But more important to her was the pay raise. She could almost see Naina’s huge ear-to-ear smile when she got her new white Corby and those pumps which she’d wanted forever. And those new Ben10 limited edition sets for the kids. And now she could finally take them on vacation somewhere. The children never bothered her for stuff; they understood and loved her too much to break her heart over small, immaterial things. But she was their mother; she understood every unspoken word, unshed tear and untold wish. And it cut her up inside every day that she wasn’t capable of giving them these small pleasures, deny them the happiness of childhood. Now all that would be past, their lives would finally get better.
She took particular care with her clothes today, something she hadn’t done in a long time. The sari she’d gotten for Diwali four years back was still good enough and had a matching blouse as well. People said the rich brown brought out her eyes. She lined her doe-eyes with a hint of kohl, applied a coat of lip balm and rolled on a little of attar. The fragrance always calmed her down and quelled the butterflies. She inspected the reflection in front of her; the face was lined now, the youthful glow was long gone and the eyes spoke of too many sorrows. She looked for a long minute and then shook herself and said to herself this is my life now.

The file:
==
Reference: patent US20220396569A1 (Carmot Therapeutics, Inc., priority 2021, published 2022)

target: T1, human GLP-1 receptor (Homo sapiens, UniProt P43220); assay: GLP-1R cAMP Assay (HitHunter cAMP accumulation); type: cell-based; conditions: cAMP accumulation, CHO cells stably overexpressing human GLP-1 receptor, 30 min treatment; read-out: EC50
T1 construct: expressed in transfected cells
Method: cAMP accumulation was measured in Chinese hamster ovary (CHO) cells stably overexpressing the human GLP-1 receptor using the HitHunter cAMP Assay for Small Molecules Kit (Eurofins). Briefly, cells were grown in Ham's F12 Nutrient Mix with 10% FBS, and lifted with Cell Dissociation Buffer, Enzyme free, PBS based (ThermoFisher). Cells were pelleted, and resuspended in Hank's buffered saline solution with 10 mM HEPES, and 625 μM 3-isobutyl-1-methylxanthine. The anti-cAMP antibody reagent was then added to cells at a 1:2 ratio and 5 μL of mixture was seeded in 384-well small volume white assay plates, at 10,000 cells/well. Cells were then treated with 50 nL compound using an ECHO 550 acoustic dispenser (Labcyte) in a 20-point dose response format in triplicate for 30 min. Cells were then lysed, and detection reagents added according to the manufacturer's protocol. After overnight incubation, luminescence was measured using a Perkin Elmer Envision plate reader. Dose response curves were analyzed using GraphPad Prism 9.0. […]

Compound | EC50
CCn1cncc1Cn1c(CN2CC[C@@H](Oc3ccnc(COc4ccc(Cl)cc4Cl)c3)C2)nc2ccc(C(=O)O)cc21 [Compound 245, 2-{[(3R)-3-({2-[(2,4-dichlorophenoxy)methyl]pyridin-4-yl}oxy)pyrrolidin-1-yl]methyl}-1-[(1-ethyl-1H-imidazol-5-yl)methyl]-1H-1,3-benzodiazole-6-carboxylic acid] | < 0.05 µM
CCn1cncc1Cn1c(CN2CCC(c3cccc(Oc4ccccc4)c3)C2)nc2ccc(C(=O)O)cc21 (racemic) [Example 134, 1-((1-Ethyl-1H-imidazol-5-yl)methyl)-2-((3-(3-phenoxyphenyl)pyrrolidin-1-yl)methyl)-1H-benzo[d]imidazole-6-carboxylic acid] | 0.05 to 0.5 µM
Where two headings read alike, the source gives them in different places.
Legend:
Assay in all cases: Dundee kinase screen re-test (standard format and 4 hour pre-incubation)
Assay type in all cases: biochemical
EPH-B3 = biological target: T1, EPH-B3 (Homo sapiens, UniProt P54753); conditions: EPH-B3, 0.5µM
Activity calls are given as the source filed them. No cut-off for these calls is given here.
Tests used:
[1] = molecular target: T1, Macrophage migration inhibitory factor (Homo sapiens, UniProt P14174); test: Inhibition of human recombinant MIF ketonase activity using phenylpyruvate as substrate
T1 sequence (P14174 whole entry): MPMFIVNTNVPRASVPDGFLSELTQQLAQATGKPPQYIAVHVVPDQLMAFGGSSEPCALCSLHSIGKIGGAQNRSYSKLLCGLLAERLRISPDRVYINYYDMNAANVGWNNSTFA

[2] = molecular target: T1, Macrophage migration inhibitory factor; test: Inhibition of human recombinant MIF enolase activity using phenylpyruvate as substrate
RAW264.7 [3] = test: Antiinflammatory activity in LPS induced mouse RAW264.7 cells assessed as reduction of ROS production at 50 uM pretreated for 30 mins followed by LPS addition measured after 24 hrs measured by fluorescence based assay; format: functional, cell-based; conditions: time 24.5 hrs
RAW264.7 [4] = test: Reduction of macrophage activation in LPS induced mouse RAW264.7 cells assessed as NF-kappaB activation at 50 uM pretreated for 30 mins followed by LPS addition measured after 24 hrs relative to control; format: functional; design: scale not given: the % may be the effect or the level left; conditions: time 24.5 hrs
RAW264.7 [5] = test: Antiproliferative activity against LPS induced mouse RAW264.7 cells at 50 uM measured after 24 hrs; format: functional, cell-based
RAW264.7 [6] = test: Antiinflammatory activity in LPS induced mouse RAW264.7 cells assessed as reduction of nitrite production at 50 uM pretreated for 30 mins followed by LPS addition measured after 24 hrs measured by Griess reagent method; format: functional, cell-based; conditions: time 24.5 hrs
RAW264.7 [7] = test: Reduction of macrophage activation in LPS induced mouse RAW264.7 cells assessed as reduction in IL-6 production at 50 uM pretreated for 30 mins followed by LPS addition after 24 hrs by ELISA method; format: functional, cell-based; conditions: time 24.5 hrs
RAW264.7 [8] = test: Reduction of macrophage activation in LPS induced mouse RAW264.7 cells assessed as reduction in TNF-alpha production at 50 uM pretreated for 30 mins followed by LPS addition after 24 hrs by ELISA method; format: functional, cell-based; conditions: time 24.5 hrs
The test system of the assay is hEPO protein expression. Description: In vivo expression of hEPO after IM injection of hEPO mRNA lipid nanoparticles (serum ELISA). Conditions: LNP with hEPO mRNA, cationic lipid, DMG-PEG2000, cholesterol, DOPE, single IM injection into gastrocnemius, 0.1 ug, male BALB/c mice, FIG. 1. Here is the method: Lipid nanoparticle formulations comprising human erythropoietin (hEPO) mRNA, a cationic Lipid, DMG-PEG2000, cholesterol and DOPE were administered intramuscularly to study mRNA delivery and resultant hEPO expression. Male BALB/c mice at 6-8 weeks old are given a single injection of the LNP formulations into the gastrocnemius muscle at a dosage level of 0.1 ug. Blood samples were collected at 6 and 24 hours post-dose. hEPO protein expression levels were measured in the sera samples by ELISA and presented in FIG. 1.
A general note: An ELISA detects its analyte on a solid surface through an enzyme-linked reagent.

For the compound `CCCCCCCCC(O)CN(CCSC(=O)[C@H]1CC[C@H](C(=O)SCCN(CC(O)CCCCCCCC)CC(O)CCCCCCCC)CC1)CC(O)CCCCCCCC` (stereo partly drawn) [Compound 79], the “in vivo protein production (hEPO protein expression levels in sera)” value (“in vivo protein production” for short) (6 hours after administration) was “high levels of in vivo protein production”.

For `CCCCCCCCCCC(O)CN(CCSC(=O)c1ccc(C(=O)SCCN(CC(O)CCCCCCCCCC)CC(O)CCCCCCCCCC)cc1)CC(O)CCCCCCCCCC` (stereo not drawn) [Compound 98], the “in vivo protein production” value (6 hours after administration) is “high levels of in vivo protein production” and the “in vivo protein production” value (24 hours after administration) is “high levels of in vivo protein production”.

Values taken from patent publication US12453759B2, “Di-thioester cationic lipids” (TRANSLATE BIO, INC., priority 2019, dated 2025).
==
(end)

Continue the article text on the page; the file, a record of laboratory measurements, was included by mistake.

The bus ride was, as usual, a struggle for survival…. one of the few times she regretted giving Naina her Bajaj Spirit. By the time she got down at M.G Road, she felt like she had been through a juicer-mixer-blender. She walked swiftly inside the office, greeted her best friend and set her things down at her cubicle. My last day at this desk, she thought. She was jumping inwardly. So many benefits to the promotion… the company car was available to the managers, she could be back home soon –more time with the children.
The excitement in the air was palpable. Everybody had taken their seats around the table and Mr. Chaudhry had the envelope in his hand. He welcomed them all and started droning on and on about the position and the responsibilities that go with it. Blah, blah, blah… kitna baat karega takla, said Geetu from her right. They both giggled quietly and she thanked her silently for trying to dispel her jitters; Geetu was her guardian angel from God, her rock, her best friend. Finally the takla got to the point , ‘And after grave consideration and discussion, the senior members have decided to award the position to Ms. Kirti Prasad from HR.